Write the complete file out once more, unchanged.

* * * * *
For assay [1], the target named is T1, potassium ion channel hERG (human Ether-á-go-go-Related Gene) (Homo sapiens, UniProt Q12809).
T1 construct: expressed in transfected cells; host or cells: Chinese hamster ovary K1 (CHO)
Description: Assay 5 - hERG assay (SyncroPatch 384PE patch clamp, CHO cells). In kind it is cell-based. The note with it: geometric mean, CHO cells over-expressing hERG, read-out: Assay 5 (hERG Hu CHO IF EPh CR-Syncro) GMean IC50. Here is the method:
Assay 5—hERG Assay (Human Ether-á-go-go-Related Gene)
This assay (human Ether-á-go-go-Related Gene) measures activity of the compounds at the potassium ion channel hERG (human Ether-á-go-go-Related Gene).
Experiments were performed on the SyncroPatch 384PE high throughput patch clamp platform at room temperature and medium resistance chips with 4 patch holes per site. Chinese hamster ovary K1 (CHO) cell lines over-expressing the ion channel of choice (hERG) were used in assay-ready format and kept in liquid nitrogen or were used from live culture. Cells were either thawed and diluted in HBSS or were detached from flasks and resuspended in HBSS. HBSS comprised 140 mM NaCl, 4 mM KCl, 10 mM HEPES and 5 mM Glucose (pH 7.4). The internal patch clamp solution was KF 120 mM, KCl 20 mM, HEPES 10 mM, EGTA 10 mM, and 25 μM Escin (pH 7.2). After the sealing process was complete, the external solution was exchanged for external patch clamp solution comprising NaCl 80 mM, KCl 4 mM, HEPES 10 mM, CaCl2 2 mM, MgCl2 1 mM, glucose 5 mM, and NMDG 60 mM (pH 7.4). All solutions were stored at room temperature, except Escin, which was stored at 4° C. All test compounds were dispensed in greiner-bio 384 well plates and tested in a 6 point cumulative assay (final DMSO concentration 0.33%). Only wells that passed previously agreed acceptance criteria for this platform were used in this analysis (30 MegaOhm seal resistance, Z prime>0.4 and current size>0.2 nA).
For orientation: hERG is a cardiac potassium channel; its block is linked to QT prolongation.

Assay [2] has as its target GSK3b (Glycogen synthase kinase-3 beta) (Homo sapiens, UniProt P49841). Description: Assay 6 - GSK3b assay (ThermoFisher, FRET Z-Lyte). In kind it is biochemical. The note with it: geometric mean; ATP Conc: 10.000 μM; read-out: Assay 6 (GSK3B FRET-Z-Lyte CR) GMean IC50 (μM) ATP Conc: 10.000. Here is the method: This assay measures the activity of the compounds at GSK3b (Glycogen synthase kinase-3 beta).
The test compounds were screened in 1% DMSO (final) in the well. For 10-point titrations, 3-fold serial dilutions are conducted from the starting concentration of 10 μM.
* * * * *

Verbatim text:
For assay [1], the target named is T1, potassium ion channel hERG (human Ether-á-go-go-Related Gene) (Homo sapiens, UniProt Q12809).
T1 construct: expressed in transfected cells; host or cells: Chinese hamster ovary K1 (CHO)
Description: Assay 5 - hERG assay (SyncroPatch 384PE patch clamp, CHO cells). In kind it is cell-based. The note with it: geometric mean, CHO cells over-expressing hERG, read-out: Assay 5 (hERG Hu CHO IF EPh CR-Syncro) GMean IC50. Here is the method:
Assay 5—hERG Assay (Human Ether-á-go-go-Related Gene)
This assay (human Ether-á-go-go-Related Gene) measures activity of the compounds at the potassium ion channel hERG (human Ether-á-go-go-Related Gene).
Experiments were performed on the SyncroPatch 384PE high throughput patch clamp platform at room temperature and medium resistance chips with 4 patch holes per site. Chinese hamster ovary K1 (CHO) cell lines over-expressing the ion channel of choice (hERG) were used in assay-ready format and kept in liquid nitrogen or were used from live culture. Cells were either thawed and diluted in HBSS or were detached from flasks and resuspended in HBSS. HBSS comprised 140 mM NaCl, 4 mM KCl, 10 mM HEPES and 5 mM Glucose (pH 7.4). The internal patch clamp solution was KF 120 mM, KCl 20 mM, HEPES 10 mM, EGTA 10 mM, and 25 μM Escin (pH 7.2). After the sealing process was complete, the external solution was exchanged for external patch clamp solution comprising NaCl 80 mM, KCl 4 mM, HEPES 10 mM, CaCl2 2 mM, MgCl2 1 mM, glucose 5 mM, and NMDG 60 mM (pH 7.4). All solutions were stored at room temperature, except Escin, which was stored at 4° C. All test compounds were dispensed in greiner-bio 384 well plates and tested in a 6 point cumulative assay (final DMSO concentration 0.33%). Only wells that passed previously agreed acceptance criteria for this platform were used in this analysis (30 MegaOhm seal resistance, Z prime>0.4 and current size>0.2 nA).
For orientation: hERG is a cardiac potassium channel; its block is linked to QT prolongation.

Assay [2] has as its target GSK3b (Glycogen synthase kinase-3 beta) (Homo sapiens, UniProt P49841). Description: Assay 6 - GSK3b assay (ThermoFisher, FRET Z-Lyte). In kind it is biochemical. The note with it: geometric mean; ATP Conc: 10.000 μM; read-out: Assay 6 (GSK3B FRET-Z-Lyte CR) GMean IC50 (μM) ATP Conc: 10.000. Here is the method: This assay measures the activity of the compounds at GSK3b (Glycogen synthase kinase-3 beta).
The test compounds were screened in 1% DMSO (final) in the well. For 10-point titrations, 3-fold serial dilutions are conducted from the starting concentration of 10 μM.